mount /dev/device mount_directory

mount_directory can be any existing directory on the current medium, preferably an empty one. To unmount a medium, a simple

umount mount_directory



'fsck' a utility for performing file system checks and repairs. You start a file system check this way:

fsck -t file_system device_file

file_system has to be substituted by the file system on the partition you want to check. In contrast to 'mount', 'fsck' can't figure out the file system type on its own.
Instead of using the '-t file_system' option, you can also call the file system specific variants of 'fsck' directly: 'fsck.ext2', 'fsck.jfs', 'fsck.xfs' (XFS) and 'reiserfsck' (Reiser Filesystem). This is actually the preferred way, since it eliminates the chance of getting options to 'fsck' and 'fsck.fs' mixed up.
Thus, to check the second primary partition on the first IDE hard drive which has another file system :

dosfsck /dev/hdb
… for 'dos'
fsck.ext2 /dev/hdb
… for 'ext2'
fsck.jfs /dev/hdb
… for 'jfs'
fsck.vfat /dev/hdb
… for 'fat16'/'fat32'
fsck.xfs /dev/hdb
… for 'xfs'
ntfsfix /dev/hdb
… for 'NTFS'


  • 'fsck' should only be run on unmounted file systems.
  • 'fsck.ext2' will also work on 'ext3' file systems.
  • By default 'fsck.ext2' will not check a file system which has been cleanly unmounted. To force it to do a check, use the '-f' option.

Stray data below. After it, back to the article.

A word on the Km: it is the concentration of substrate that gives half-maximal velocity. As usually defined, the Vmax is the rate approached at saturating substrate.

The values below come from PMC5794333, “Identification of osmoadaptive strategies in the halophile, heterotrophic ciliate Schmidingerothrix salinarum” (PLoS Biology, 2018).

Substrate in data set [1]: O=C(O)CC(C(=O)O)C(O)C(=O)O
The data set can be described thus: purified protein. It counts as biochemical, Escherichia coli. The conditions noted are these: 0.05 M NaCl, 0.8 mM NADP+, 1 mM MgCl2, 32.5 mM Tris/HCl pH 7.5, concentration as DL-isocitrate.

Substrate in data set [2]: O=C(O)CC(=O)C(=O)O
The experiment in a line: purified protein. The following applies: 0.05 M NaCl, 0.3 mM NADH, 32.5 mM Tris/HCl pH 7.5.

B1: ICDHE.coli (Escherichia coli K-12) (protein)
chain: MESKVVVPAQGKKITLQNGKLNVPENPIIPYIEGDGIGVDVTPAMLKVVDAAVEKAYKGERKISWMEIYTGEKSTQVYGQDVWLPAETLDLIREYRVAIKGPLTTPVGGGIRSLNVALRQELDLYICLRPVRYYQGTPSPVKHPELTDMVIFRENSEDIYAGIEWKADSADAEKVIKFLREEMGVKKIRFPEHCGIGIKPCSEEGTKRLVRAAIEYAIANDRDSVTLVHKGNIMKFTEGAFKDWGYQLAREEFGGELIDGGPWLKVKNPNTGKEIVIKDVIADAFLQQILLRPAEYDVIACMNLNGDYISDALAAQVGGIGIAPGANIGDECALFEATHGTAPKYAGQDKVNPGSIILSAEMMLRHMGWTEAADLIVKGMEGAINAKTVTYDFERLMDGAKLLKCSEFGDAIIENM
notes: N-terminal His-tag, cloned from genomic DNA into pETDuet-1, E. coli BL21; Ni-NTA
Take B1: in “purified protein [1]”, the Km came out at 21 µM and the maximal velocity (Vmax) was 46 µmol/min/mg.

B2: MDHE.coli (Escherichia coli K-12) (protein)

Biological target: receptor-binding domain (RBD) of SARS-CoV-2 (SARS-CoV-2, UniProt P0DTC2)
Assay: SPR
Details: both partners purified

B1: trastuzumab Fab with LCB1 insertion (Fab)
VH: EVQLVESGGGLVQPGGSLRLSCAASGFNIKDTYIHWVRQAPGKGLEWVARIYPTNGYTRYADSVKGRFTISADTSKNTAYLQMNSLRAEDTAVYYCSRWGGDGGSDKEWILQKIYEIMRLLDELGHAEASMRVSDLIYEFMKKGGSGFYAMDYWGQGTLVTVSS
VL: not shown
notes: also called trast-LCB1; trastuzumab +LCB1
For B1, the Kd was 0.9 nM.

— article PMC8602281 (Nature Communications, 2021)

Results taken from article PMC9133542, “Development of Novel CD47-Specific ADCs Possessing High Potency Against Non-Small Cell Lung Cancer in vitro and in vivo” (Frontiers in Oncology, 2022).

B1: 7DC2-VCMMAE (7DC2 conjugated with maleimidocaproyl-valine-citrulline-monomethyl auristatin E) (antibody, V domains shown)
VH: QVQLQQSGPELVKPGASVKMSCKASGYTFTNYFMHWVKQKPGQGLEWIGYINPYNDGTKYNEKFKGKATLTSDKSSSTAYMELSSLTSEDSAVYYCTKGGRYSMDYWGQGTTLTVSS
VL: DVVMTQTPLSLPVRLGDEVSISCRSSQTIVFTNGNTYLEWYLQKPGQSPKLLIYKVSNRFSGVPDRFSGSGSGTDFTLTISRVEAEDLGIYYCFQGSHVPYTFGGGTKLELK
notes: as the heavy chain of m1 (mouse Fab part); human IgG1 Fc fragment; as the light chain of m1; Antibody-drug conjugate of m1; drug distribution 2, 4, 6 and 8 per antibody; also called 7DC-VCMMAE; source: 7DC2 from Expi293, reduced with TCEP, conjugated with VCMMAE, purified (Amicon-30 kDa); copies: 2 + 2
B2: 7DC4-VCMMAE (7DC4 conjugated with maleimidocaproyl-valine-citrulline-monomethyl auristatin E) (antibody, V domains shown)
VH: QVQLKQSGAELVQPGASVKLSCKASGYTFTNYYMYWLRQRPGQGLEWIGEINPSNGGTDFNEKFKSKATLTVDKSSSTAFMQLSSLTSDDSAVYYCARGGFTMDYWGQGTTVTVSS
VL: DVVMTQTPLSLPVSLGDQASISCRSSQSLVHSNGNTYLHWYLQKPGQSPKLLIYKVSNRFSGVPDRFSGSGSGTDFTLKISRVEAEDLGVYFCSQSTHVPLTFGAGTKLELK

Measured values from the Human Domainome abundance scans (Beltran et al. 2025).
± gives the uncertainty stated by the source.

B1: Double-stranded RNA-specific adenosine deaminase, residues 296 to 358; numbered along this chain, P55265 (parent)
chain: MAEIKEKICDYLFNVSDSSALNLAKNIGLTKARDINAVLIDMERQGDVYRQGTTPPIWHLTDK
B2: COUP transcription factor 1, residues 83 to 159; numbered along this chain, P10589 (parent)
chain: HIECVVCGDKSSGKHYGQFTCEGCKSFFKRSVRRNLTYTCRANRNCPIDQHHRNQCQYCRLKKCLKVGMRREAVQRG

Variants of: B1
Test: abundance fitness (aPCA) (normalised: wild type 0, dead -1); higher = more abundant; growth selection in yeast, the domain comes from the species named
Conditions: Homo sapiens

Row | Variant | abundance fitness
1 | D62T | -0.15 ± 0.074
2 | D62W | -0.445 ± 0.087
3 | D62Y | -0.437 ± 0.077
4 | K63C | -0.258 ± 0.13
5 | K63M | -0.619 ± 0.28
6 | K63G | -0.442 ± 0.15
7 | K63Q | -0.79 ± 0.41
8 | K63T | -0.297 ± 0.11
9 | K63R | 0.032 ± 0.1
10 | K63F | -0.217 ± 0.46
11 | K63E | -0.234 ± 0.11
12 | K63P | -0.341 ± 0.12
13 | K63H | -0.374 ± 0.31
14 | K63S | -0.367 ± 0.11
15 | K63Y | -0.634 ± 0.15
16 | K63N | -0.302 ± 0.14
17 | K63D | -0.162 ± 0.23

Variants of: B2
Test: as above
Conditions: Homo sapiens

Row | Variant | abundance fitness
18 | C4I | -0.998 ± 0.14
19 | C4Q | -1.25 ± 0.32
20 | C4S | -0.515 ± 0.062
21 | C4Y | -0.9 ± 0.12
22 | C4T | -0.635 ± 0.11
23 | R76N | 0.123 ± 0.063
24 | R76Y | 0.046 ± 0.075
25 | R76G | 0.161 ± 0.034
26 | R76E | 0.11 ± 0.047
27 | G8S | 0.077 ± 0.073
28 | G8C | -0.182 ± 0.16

• The man page to 'fsck.ext2' is man e2fsck.
  • 'fsck.xfs' doesn't do anything. To repair an XFS, use 'xfs_repair'.
  • 'fsck.vfat' needs the option '-a' (automatic) set to make a repair, or '-r' for interactive mode.
  • 'fsck.vfat -u filename' you can restore a deleted file
  • Please be aware that the man pages to these tools might not be available in case of an emergency.
  • If nothing works, you can use
    dd-rescue /dev/hdb
    to read as many files as possible.
  • XFS: You have to install the proper package xfsprogs before this will work. Do not forget to make a backup copy, e.g. with xfsdump.
By default, a file system check will be run interactively, that is every time the checker encounters an error, it asks you if to fix it. If you find this annoying, you can turn off these questions with the '-a' option in all checkers (although 'fsck.ext2' prefers '-p').